If, on the off-chance you’re a regular reader of this blog, you might recall me mentioning on a number of occasions that the only things made in Manchester these days are cornflakes and Coronation Street. I’m only half joking here – large scale manufacturing has been decimated while new industries such as media have prospered.
It was a pleasant surprise to read then that cotton spinning was going to restart in Manchester, 30 years after the the last mill closed. Tower Mill in Dukinfield had been bought by its neighbours in Tame Valley Mill, Culimeta Save-Guard. Culimeta still process synthetic yarn next door and are one of the few remaining Manchester textile mills.
English Fine Cottons was formed by Culimeta to produce the highest quality Cottons for use in high end clothing, and nearly £6 million pounds has been spent on refurbishing Tower Mill (which last spun cotton in 1955) and equipping it with the very latest textile machinery. Alas, this is German made as along with the closure of the Lancashire textile mills went the machinery manufacturers as well.
As I follow English Fine Cottons on instagram, I was pleased to see that an open day was being held, so I put my name down for a spot to see what a new mill looked like.
Externally at least, little has changed – it is a listed building after all – but a keen eye will notice the new window frames on most of the windows and the air of tidiness about the place typical of a factory owned and occupied by one and the same entity (I’ve never seen that in a place in multiple occupation).
Leaving the somewhat battered goods lift that took us upstairs to the second floor, we exited into a white painted room and entered the new canteen for a briefing and separating into groups (there were probably 60+ people present), and then off on the tour.
Despite being stuffed full of the latest technology, a spinning mill is still quite noisy process, albeit not as deafening as it would have been when 80 years ago. To that end, I didn’t hear an awful lot of what Jim, the production manager, had to say which was a great shame as he had spent his entire career in the local mills and clearly had an immense knowledge of the process. Plus, I was busy wandering round taking things in and making some photographs.
I’ve taken the captions for these pictures from a video on the company website, it’s well worth a look: https://www.englishfinecottons.co.uk/manufacturing/a-21st-century-mill/
Bale plucker. A real futuristic looking thing. ‘The bale plucker opens and plucks the cotton fibre, moving along the bales and taking small sections from the top of each. It then sends the fibre through the transportation ducts to the blow room where it’s cleaned.’ according to the company’s website
Lap forming (I think). This winds parallel slivers around a plastic core to form a continuous sheet, or ‘lap’ to feed the comber.
Cans of slivers feeding the speed frame. This reduces the thickness of the sliver, applies a ‘holding’ twist and wraps it around ‘roving’ bobbins for spinning.
Autoconer – the last stage in the process. This winds the yarn from cops on to cones.
What stands out most was the modernity of the place. OK, so production had only been going a few weeks, so it was still immaculately clean, and no doubt the challenge will be to ensure high standards of housekeeping to keep it that way. But as much of the machinery was shrouded in metal cabinets it looked like a Formula 1 car factory or the aircraft industry. And the level of automation on the machines was staggering. I’m sure that in an ideal world, the company would have chosen a large, single storey portal frame shed to reduce the amount of travel between floors, but that may well have incurred other problems. And it almost seems right that a cotton spinning mill should be somewhere like this, rather than on an anonymous out of town industrial estate.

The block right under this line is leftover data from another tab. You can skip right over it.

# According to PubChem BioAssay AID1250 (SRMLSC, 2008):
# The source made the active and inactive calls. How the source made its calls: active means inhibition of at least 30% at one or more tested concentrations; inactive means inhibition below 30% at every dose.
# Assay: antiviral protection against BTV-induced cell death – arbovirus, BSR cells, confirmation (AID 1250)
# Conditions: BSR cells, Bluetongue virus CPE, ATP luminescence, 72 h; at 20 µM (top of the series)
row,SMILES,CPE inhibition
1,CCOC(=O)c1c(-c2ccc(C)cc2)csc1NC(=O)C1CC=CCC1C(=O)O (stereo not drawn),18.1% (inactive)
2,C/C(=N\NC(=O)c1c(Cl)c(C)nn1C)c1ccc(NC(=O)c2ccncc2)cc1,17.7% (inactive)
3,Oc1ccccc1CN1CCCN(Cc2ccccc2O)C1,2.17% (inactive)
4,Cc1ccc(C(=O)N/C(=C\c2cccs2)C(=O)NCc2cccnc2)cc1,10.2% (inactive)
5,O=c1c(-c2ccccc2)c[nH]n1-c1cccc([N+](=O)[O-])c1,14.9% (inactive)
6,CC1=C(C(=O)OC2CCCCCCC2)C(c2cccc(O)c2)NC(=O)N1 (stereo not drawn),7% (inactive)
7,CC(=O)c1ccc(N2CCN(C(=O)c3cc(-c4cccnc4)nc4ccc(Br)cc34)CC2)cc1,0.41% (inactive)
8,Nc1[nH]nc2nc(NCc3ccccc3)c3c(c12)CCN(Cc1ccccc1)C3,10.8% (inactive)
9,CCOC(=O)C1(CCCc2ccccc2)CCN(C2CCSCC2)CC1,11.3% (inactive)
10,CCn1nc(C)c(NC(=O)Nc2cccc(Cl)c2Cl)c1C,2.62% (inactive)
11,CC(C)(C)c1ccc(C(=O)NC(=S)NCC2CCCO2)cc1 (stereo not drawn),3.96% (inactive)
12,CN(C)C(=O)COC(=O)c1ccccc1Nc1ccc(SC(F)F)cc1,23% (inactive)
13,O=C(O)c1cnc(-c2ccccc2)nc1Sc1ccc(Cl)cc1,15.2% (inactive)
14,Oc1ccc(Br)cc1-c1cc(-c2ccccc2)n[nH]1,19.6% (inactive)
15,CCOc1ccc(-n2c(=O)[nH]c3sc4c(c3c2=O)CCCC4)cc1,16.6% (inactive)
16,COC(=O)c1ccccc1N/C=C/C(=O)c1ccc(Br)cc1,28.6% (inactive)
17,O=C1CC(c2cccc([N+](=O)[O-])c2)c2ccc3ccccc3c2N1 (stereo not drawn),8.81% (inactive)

It was disappointing that all the machinery was German, Japanese and Swiss, I presume because there are simply no British textile machinery manufacturers left.
I’m sure that some clever people have done the calculations and are confident that the business is profitable and sustainable. The market for textiles has clearly changed since the last mills in the area shut in the 80’s with a tendency to more high end clothes and textiles (the market for the high quality fine cottons being spun at Tower Mill) being manufactured in the U.K. nowadays. But with some product being exported, and more machinery on order a promising future could be on the cards.
So thank you to English Fine Cottons for allowing us to mooch around your ‘new’factory, I hope that it becomes a huge success!
Ray Mill, just round the corner. It was built later than Tower Mill (1908) and was electrically powered from the start. It closed as a spinning mill in 1982, probably one of the last in the area.
5 Comments Add yours
A very fine post and what a wonderful, optimistic message. I am so pleased that this mill building has a future and a very fitting continuity of purpose. I could see “Ray” and “Tower” chimneys from my bedroom window (along with 14 others, now gone) as a boy in the sixties. The new technology is fascinating and your documentary photos are a wonderful record of it, impressive to see that there is no drop-off of inspiration or quality when confronted by something shiny and new 🙂
LikeLiked by 1 person
Thank you Iain! Yes, I’d forgotten that you were a native of these parts! They’ve done a grand job and it was fascinating to see the levels of technology applied to such processes, it was more akin to the technologies I see in my own line of work in aerospace. But it was also interesting to hear that they are struggling to recruit people with the appropriate experience and have had to transfer people over from their other mill to help out. Just shows how much the textile industry has been decimated in Manchester.